My work starts with research-based fictions. From existing socioeconomic and political conditions, I build fictional characters and fabricated narratives that inhabit forms of wish fulfillment and critical amplifications. Visual and aural pop cultural tropes are forced against multiple lines of archival research, obscure concepts are translated into accessible terms. This approach originates in a dual desire: to critique the limitations of existing solutions for pressing social problems, while expanding the imaginary around these problems.
I want to deflate the abstractions built around traditionally leftist positions, and embrace the concept of materialism through explicitly physical forms: exaggerated images, objects, props, costumes, direct gestures and likenesses, that can accessed emotionally. Meanwhile, I am also attracted to mediums that seem “thin” – video, music, performance, paintings on paper – forms that express impermanence. This is related to my interest in propaganda, posters, and sloganeering – manmade objects whose authority is subject to the transit of history, prone to divergent swings in meaning within a single lifetime. Their instability further reveals their intimate connection to human desire.
Since 2011 I’ve been working on bodies of work loosely conceived as The Humours, based on the four medieval humors (black, blue, red, and yellow). Each are conceived as “proposals for new life”. For Yellow, I re-filmed a 1977 Baldessari video as a giallo film, a genre of Italian B-horror, in which I addressed the circularity of victim and victimizer in cultural constructions of the “liberated woman”. In Black, I tracked America’s desire for a return to industrial production as an absurdist fantasy, embedding it in historic Surrealism and early Modernism’s primary forms. Videos were conceptualized as industrial manuals for a far-off future: Safety First (Bad, Don’t Touch, Mercy!), 2013, and The Machinist’s Lament, 2014. The Division Managers paintings further speculated on the future of management, with designs for masks to ease the transition from white- to blue-collar labor.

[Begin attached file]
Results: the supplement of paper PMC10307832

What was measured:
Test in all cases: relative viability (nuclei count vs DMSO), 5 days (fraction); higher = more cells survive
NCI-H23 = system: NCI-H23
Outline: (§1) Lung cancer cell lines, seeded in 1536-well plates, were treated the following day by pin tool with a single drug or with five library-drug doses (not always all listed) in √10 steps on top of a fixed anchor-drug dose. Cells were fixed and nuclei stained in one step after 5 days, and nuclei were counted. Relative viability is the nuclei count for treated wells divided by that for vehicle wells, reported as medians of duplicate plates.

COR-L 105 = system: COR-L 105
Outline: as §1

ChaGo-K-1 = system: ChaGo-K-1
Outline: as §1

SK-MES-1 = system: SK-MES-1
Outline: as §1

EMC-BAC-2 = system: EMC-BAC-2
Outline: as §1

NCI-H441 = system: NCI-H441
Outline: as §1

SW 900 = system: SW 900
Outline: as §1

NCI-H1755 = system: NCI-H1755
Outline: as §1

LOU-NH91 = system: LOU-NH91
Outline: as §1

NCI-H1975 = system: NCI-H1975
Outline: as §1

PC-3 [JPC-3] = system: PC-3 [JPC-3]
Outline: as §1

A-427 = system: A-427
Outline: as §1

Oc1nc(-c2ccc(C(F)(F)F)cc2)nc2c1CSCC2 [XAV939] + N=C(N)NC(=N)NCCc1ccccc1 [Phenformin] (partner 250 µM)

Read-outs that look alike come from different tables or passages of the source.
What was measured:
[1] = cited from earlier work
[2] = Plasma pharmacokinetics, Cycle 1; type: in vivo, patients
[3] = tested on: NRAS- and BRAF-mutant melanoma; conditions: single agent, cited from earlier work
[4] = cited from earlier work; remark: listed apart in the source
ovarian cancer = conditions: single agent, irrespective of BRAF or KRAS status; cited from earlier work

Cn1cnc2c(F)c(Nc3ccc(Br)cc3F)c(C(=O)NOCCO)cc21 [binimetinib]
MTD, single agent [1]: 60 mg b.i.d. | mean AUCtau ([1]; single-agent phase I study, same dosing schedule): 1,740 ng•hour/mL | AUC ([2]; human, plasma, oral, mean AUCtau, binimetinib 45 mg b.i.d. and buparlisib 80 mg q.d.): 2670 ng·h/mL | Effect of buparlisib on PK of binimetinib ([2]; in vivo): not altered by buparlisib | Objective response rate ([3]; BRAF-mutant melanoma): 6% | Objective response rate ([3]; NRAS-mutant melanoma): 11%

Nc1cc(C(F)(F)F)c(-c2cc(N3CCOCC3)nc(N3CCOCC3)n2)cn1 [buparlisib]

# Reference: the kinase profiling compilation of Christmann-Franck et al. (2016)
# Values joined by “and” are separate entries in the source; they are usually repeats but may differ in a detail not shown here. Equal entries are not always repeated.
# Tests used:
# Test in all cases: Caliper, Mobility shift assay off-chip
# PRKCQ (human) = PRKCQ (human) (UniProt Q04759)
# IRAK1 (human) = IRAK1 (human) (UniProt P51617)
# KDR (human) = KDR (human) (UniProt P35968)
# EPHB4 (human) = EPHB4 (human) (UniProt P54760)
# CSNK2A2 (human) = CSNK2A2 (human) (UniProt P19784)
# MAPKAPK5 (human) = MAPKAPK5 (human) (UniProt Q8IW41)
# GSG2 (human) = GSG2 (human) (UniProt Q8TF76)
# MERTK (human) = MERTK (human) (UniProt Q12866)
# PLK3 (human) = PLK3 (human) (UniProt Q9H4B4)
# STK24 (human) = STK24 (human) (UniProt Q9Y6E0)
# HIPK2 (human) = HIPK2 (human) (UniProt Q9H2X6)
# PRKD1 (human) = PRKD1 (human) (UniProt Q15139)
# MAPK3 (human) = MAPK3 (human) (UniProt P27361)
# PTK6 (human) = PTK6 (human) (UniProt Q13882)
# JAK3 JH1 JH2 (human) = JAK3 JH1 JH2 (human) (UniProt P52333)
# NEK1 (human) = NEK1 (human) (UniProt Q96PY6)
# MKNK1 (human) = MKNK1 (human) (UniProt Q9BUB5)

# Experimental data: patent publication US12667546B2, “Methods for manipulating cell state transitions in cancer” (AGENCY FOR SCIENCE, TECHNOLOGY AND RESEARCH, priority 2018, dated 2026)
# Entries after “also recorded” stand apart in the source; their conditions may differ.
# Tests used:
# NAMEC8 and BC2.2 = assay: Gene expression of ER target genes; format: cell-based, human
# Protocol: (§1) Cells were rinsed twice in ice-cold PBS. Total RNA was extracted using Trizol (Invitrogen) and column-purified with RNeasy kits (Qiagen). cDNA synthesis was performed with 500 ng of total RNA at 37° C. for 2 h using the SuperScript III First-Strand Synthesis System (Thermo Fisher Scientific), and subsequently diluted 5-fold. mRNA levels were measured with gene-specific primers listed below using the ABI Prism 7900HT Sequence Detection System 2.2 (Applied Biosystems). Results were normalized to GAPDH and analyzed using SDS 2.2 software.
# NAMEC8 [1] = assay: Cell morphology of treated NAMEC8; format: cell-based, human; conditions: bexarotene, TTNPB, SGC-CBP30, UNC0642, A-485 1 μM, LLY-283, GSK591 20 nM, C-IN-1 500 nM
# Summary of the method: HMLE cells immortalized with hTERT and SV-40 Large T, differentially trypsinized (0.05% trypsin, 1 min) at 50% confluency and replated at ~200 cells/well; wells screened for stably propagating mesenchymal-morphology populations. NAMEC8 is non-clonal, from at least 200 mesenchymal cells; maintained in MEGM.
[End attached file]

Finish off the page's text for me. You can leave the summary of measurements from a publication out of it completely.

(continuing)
Now in Red, I have been developing “variations” on The Red Detachment of Women, a ballet from China’s Cultural Revolution, in which a young peasant joins an all-women army in a Communist paradise. I’ve taken the original and reframed it according to the conditions of female labor in China today – particularly as workers within industrialized meat production. With recent pork shortages, the pig has become a concrete manifestation of crises in rising quality of life, resource management, and industrial ethics. Both The Red Detachment of Women (performance), 2015 and The Pink Detachment, 2015, put the original music and choreography back to work, proposing cultural continuity through the production of national value through worker re-education.
In my current body of video and performance work in development, Pink Slime Caesar Shift, I shift focus to China’s beef shortage. It is a symbol of the future, the “modern” – which includes under-regulated industrial and genomics fields. Here, synthetic stem-cell generated burger patties are a banal and infinitely replicable symbol in which cultural memory, covert political resistance, cryptography, the secret history of female programming and languages, the color pink, and biotechnological reproduction without the fuss, converge.